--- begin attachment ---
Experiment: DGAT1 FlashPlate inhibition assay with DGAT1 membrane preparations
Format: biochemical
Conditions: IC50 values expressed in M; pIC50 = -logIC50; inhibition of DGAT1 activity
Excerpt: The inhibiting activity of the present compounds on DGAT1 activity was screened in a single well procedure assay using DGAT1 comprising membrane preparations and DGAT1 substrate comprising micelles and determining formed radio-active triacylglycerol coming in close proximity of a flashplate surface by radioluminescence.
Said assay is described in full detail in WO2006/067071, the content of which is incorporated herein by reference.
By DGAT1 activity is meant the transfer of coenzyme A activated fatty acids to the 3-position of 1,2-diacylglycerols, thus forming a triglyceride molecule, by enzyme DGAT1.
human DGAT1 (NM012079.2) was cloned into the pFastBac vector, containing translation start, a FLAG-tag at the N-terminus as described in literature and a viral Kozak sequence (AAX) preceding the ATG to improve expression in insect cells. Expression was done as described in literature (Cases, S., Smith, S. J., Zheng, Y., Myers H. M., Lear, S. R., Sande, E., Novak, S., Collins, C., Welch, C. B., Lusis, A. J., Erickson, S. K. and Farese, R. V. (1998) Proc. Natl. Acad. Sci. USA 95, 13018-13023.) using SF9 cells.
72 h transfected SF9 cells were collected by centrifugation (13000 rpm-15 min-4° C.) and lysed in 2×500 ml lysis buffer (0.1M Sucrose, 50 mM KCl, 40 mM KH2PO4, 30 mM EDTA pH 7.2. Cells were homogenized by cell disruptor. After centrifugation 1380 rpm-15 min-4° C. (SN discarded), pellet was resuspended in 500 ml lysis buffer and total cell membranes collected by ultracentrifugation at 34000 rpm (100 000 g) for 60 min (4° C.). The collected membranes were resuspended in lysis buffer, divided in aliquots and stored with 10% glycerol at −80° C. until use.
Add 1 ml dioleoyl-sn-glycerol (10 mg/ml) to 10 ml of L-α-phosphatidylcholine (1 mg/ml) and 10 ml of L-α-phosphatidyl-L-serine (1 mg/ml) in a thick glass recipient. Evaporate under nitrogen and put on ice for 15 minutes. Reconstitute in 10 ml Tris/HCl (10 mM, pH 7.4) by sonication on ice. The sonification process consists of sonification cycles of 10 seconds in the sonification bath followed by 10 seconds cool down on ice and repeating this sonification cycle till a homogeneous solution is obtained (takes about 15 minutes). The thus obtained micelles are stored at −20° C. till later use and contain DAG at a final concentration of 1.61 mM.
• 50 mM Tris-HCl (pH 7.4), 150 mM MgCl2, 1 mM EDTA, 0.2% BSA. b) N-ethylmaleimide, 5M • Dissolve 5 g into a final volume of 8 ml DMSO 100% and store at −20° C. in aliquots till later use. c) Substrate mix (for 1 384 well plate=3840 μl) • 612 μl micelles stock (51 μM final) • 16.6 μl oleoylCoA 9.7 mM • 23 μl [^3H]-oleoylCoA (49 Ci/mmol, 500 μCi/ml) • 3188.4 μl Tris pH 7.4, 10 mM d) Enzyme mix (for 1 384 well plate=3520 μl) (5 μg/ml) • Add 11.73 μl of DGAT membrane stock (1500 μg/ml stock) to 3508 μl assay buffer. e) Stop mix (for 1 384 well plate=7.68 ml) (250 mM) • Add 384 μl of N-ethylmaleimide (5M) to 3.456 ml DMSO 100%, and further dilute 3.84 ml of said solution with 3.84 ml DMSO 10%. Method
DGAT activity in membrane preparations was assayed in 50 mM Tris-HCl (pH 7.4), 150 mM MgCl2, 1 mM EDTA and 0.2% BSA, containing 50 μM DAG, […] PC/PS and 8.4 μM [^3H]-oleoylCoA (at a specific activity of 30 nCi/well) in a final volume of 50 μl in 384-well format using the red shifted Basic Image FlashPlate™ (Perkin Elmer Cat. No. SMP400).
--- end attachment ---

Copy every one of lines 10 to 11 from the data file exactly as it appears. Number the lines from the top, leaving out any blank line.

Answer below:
• 50 mM Tris-HCl (pH 7.4), 150 mM MgCl2, 1 mM EDTA, 0.2% BSA. b) N-ethylmaleimide, 5M • Dissolve 5 g into a final volume of 8 ml DMSO 100% and store at −20° C. in aliquots till later use. c) Substrate mix (for 1 384 well plate=3840 μl) • 612 μl micelles stock (51 μM final) • 16.6 μl oleoylCoA 9.7 mM • 23 μl [^3H]-oleoylCoA (49 Ci/mmol, 500 μCi/ml) • 3188.4 μl Tris pH 7.4, 10 mM d) Enzyme mix (for 1 384 well plate=3520 μl) (5 μg/ml) • Add 11.73 μl of DGAT membrane stock (1500 μg/ml stock) to 3508 μl assay buffer. e) Stop mix (for 1 384 well plate=7.68 ml) (250 mM) • Add 384 μl of N-ethylmaleimide (5M) to 3.456 ml DMSO 100%, and further dilute 3.84 ml of said solution with 3.84 ml DMSO 10%. Method
DGAT activity in membrane preparations was assayed in 50 mM Tris-HCl (pH 7.4), 150 mM MgCl2, 1 mM EDTA and 0.2% BSA, containing 50 μM DAG, […] PC/PS and 8.4 μM [^3H]-oleoylCoA (at a specific activity of 30 nCi/well) in a final volume of 50 μl in 384-well format using the red shifted Basic Image FlashPlate™ (Perkin Elmer Cat. No. SMP400).